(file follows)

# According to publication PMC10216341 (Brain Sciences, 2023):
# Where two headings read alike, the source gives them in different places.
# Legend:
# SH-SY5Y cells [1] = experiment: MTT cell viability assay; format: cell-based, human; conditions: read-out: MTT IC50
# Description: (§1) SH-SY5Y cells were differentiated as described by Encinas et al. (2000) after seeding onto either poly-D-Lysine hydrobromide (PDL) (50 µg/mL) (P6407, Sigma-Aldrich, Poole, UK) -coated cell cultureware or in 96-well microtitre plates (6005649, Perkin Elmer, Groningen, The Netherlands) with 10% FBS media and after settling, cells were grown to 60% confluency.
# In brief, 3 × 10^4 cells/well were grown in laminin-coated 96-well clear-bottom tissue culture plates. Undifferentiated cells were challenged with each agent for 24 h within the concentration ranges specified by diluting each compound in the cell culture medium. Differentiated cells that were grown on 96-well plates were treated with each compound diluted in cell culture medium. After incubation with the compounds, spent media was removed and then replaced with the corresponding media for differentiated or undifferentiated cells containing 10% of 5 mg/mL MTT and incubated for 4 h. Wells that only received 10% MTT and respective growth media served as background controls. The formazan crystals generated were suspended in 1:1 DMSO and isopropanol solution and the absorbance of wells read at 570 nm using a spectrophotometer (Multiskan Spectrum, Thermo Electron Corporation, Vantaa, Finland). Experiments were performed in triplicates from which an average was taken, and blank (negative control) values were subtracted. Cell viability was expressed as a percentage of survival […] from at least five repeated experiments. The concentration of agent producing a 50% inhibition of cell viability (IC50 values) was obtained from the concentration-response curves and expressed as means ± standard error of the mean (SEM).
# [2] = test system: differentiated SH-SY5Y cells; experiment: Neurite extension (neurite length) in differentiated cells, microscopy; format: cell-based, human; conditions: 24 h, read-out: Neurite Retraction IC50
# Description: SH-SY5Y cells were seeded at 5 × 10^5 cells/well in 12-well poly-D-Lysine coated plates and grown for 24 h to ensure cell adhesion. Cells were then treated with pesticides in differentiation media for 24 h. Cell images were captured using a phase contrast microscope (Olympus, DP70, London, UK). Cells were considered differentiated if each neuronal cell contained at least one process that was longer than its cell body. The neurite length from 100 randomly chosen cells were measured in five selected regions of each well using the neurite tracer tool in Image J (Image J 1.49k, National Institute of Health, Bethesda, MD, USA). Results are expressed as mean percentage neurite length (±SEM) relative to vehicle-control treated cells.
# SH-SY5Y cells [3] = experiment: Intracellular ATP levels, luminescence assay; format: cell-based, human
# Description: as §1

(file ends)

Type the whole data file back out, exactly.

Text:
# According to publication PMC10216341 (Brain Sciences, 2023):
# Where two headings read alike, the source gives them in different places.
# Legend:
# SH-SY5Y cells [1] = experiment: MTT cell viability assay; format: cell-based, human; conditions: read-out: MTT IC50
# Description: (§1) SH-SY5Y cells were differentiated as described by Encinas et al. (2000) after seeding onto either poly-D-Lysine hydrobromide (PDL) (50 µg/mL) (P6407, Sigma-Aldrich, Poole, UK) -coated cell cultureware or in 96-well microtitre plates (6005649, Perkin Elmer, Groningen, The Netherlands) with 10% FBS media and after settling, cells were grown to 60% confluency.
# In brief, 3 × 10^4 cells/well were grown in laminin-coated 96-well clear-bottom tissue culture plates. Undifferentiated cells were challenged with each agent for 24 h within the concentration ranges specified by diluting each compound in the cell culture medium. Differentiated cells that were grown on 96-well plates were treated with each compound diluted in cell culture medium. After incubation with the compounds, spent media was removed and then replaced with the corresponding media for differentiated or undifferentiated cells containing 10% of 5 mg/mL MTT and incubated for 4 h. Wells that only received 10% MTT and respective growth media served as background controls. The formazan crystals generated were suspended in 1:1 DMSO and isopropanol solution and the absorbance of wells read at 570 nm using a spectrophotometer (Multiskan Spectrum, Thermo Electron Corporation, Vantaa, Finland). Experiments were performed in triplicates from which an average was taken, and blank (negative control) values were subtracted. Cell viability was expressed as a percentage of survival […] from at least five repeated experiments. The concentration of agent producing a 50% inhibition of cell viability (IC50 values) was obtained from the concentration-response curves and expressed as means ± standard error of the mean (SEM).
# [2] = test system: differentiated SH-SY5Y cells; experiment: Neurite extension (neurite length) in differentiated cells, microscopy; format: cell-based, human; conditions: 24 h, read-out: Neurite Retraction IC50
# Description: SH-SY5Y cells were seeded at 5 × 10^5 cells/well in 12-well poly-D-Lysine coated plates and grown for 24 h to ensure cell adhesion. Cells were then treated with pesticides in differentiation media for 24 h. Cell images were captured using a phase contrast microscope (Olympus, DP70, London, UK). Cells were considered differentiated if each neuronal cell contained at least one process that was longer than its cell body. The neurite length from 100 randomly chosen cells were measured in five selected regions of each well using the neurite tracer tool in Image J (Image J 1.49k, National Institute of Health, Bethesda, MD, USA). Results are expressed as mean percentage neurite length (±SEM) relative to vehicle-control treated cells.
# SH-SY5Y cells [3] = experiment: Intracellular ATP levels, luminescence assay; format: cell-based, human
# Description: as §1